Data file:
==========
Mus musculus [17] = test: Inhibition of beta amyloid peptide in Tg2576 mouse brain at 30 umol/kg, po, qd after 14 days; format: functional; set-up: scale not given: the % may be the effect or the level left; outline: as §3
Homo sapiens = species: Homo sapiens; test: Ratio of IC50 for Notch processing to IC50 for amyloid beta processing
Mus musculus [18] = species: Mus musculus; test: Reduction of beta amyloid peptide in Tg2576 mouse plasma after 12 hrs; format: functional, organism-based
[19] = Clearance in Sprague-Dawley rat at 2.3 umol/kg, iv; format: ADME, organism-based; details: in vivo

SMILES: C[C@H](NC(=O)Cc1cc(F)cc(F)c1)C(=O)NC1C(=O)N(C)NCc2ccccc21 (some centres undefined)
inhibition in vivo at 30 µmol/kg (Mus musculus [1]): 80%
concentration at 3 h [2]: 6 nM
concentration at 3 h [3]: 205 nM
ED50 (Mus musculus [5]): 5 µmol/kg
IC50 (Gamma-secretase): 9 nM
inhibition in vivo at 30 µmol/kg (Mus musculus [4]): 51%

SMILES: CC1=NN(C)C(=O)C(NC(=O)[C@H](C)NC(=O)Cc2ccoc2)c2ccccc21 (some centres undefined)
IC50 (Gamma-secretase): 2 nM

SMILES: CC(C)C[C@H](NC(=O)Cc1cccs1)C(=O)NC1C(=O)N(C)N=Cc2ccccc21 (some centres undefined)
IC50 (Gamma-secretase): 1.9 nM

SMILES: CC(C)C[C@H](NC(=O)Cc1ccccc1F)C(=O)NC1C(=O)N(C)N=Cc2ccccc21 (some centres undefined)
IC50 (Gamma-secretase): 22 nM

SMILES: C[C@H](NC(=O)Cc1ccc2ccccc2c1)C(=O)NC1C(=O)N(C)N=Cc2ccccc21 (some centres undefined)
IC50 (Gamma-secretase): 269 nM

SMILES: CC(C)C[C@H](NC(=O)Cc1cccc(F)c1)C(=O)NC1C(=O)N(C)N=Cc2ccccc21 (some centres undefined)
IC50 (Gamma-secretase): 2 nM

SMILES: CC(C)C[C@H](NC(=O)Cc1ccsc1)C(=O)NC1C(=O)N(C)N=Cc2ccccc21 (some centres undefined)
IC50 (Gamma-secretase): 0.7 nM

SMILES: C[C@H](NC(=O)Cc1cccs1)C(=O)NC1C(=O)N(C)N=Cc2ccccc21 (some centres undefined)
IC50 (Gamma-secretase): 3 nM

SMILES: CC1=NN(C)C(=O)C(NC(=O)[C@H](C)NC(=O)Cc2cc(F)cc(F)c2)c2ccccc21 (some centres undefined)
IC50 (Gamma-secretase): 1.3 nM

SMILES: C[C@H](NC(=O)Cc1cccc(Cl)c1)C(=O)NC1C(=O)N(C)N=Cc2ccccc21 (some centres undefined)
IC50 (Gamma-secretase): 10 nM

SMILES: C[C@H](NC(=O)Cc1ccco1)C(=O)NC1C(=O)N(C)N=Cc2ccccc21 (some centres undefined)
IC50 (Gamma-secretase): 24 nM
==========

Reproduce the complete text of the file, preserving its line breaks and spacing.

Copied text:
Mus musculus [17] = test: Inhibition of beta amyloid peptide in Tg2576 mouse brain at 30 umol/kg, po, qd after 14 days; format: functional; set-up: scale not given: the % may be the effect or the level left; outline: as §3
Homo sapiens = species: Homo sapiens; test: Ratio of IC50 for Notch processing to IC50 for amyloid beta processing
Mus musculus [18] = species: Mus musculus; test: Reduction of beta amyloid peptide in Tg2576 mouse plasma after 12 hrs; format: functional, organism-based
[19] = Clearance in Sprague-Dawley rat at 2.3 umol/kg, iv; format: ADME, organism-based; details: in vivo

SMILES: C[C@H](NC(=O)Cc1cc(F)cc(F)c1)C(=O)NC1C(=O)N(C)NCc2ccccc21 (some centres undefined)
inhibition in vivo at 30 µmol/kg (Mus musculus [1]): 80%
concentration at 3 h [2]: 6 nM
concentration at 3 h [3]: 205 nM
ED50 (Mus musculus [5]): 5 µmol/kg
IC50 (Gamma-secretase): 9 nM
inhibition in vivo at 30 µmol/kg (Mus musculus [4]): 51%

SMILES: CC1=NN(C)C(=O)C(NC(=O)[C@H](C)NC(=O)Cc2ccoc2)c2ccccc21 (some centres undefined)
IC50 (Gamma-secretase): 2 nM

SMILES: CC(C)C[C@H](NC(=O)Cc1cccs1)C(=O)NC1C(=O)N(C)N=Cc2ccccc21 (some centres undefined)
IC50 (Gamma-secretase): 1.9 nM

SMILES: CC(C)C[C@H](NC(=O)Cc1ccccc1F)C(=O)NC1C(=O)N(C)N=Cc2ccccc21 (some centres undefined)
IC50 (Gamma-secretase): 22 nM

SMILES: C[C@H](NC(=O)Cc1ccc2ccccc2c1)C(=O)NC1C(=O)N(C)N=Cc2ccccc21 (some centres undefined)
IC50 (Gamma-secretase): 269 nM

SMILES: CC(C)C[C@H](NC(=O)Cc1cccc(F)c1)C(=O)NC1C(=O)N(C)N=Cc2ccccc21 (some centres undefined)
IC50 (Gamma-secretase): 2 nM

SMILES: CC(C)C[C@H](NC(=O)Cc1ccsc1)C(=O)NC1C(=O)N(C)N=Cc2ccccc21 (some centres undefined)
IC50 (Gamma-secretase): 0.7 nM

SMILES: C[C@H](NC(=O)Cc1cccs1)C(=O)NC1C(=O)N(C)N=Cc2ccccc21 (some centres undefined)
IC50 (Gamma-secretase): 3 nM

SMILES: CC1=NN(C)C(=O)C(NC(=O)[C@H](C)NC(=O)Cc2cc(F)cc(F)c2)c2ccccc21 (some centres undefined)
IC50 (Gamma-secretase): 1.3 nM

SMILES: C[C@H](NC(=O)Cc1cccc(Cl)c1)C(=O)NC1C(=O)N(C)N=Cc2ccccc21 (some centres undefined)
IC50 (Gamma-secretase): 10 nM

SMILES: C[C@H](NC(=O)Cc1ccco1)C(=O)NC1C(=O)N(C)N=Cc2ccccc21 (some centres undefined)
IC50 (Gamma-secretase): 24 nM